Studio: international art — 67.1916

Page: 73
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Reviews and Notices


The Arts in Early England. By G. Baldwin
Brown, M.A. Vols. III. and IV. Saxon Art
and Industry in the Pagan Period. (London:
John Murray.) 2 is-, net each.—More than a dozen
years have elapsed since the first two volumes of
this work made their appearance, the one dealing
with Anglo-Saxon life in relation to the arts and the
other with ecclesiastical architecture in England
from the conversion of the Saxons to the Norman
Conquest; but though we have had to wait such a
long time for this further instalment of the work,
it is evident that the interval has been employed to
good purpose. The two new volumes are con-
cerned with the multitudinous manifestations of
decorative art which are to be referred to the
period preceding the conversion of the Saxons to
Christianity, and remote though this period is, the
mass of material dealt with is truly astonishing, a

Edinburgh.—in the

report of the Board of
Management of the Edin-
burgh College of Art for
the Session 1914-15, the effect of
the war on the work of the College
is referred to at some length. During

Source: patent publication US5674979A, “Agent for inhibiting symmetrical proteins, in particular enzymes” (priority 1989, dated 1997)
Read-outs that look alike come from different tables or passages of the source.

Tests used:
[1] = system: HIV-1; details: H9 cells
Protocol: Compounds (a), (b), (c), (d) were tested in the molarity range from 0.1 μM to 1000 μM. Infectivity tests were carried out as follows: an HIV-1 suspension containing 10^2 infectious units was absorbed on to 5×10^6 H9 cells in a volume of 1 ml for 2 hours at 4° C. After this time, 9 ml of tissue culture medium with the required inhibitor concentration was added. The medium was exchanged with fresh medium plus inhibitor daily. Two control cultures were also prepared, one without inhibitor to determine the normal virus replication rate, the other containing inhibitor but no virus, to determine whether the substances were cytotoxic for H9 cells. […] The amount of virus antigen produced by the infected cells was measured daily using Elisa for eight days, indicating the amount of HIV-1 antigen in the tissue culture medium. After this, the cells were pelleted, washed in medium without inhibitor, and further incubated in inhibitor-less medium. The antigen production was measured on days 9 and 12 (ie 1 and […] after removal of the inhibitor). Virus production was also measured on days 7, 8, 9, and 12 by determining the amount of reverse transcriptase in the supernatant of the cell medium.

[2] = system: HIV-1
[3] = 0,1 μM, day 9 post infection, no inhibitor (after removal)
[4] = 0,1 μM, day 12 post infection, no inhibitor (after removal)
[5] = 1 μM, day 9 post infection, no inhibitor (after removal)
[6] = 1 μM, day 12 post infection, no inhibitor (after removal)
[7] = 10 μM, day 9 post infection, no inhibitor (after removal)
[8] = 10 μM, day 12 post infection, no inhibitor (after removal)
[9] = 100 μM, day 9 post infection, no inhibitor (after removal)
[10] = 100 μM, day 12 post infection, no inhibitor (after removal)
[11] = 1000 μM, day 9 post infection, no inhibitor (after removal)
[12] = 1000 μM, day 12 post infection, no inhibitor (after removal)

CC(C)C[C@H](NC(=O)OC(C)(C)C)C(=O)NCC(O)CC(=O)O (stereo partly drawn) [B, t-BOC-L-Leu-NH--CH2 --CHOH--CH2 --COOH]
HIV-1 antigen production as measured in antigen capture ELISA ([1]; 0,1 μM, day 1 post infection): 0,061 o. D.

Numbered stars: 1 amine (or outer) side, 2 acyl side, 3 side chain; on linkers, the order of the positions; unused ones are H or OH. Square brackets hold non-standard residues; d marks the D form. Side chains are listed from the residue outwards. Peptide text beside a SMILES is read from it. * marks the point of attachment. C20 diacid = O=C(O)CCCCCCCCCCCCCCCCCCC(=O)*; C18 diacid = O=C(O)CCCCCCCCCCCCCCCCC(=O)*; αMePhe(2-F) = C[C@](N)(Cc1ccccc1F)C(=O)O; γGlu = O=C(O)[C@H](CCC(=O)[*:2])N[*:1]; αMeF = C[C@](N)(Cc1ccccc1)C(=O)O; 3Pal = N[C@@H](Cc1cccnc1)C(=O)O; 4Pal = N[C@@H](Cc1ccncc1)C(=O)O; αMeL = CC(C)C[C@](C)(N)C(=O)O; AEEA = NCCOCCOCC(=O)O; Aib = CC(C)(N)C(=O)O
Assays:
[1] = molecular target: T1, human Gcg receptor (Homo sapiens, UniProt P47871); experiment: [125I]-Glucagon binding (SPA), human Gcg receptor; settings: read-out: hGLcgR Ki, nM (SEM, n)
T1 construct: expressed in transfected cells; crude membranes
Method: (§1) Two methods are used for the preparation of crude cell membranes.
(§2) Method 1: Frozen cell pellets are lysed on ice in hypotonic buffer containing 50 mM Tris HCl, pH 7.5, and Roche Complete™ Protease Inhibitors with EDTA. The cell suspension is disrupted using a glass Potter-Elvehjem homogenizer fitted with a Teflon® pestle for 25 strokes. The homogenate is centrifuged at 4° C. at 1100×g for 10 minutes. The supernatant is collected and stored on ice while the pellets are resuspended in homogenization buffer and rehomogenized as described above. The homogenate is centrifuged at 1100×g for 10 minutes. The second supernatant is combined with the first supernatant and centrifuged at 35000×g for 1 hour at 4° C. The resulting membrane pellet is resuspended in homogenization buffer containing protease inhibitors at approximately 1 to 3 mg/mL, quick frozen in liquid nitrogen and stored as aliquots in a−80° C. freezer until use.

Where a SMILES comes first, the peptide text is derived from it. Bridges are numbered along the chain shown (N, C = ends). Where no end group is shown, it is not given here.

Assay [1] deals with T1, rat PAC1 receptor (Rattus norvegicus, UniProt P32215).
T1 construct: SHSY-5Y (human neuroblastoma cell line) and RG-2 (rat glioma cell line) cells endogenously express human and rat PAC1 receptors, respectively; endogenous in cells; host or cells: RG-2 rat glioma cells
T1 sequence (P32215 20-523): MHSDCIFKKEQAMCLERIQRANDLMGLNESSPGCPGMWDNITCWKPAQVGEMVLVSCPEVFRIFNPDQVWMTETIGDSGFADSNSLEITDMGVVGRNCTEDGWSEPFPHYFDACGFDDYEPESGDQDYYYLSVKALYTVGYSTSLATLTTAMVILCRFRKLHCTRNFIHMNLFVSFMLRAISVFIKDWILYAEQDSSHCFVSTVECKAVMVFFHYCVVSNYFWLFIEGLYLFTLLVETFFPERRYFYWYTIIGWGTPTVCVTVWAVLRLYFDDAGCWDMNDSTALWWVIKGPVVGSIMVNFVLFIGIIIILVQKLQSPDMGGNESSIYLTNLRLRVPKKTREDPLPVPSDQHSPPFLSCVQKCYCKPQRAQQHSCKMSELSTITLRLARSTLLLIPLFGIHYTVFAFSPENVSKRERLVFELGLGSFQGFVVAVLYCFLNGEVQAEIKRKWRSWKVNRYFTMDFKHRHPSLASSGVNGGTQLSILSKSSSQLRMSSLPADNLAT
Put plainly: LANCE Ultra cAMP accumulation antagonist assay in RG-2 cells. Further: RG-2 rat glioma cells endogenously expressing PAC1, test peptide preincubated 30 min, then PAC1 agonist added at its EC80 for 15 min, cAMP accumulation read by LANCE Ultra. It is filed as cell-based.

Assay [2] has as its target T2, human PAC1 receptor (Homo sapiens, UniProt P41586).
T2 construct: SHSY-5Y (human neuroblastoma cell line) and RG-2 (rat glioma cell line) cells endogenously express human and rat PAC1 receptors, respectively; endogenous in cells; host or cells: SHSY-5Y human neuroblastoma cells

the session fifteen members of the
staff and 230 students joined His
Majesty’s Forces, and thus have
given an example of patriotism and
devotion which will be an enduring
heritage to the College. A tribute is
paid to the memory of Mr. Walter
B. Hislop, who was killed in Gallipoli,
and the names of fifteen students are
recorded as having given their lives
for their country. The Board also
deplores the loss of one of its own
members, Colonel James Clark, who
was killed in action in France. Only
a few of the classes had to be entirely
suspended as a result of the depletion
of the staff and the reduction in the
number of students.

“ moonlight” (Philadelphia Art Club) by emil carlsen

Bloye, Antonius G. W. Slobbe, James Pollard,
Florence M. Asher, Agnes C. Tatham, Marjory
F. Mostyn, Albert E. Waterton, Joseph Greenup,
Joannes G. A. Pisani, Percis Lucy
Green, Arthur Glover, Harry H.

Cawood, and Daniel Roye Lyne. At
the conclusion of the distribution
Sir Edward Poynter made a brief
speech on the general qualities of
the students’ work, but the usual
Presidential address was not
delivered. W. T. W.


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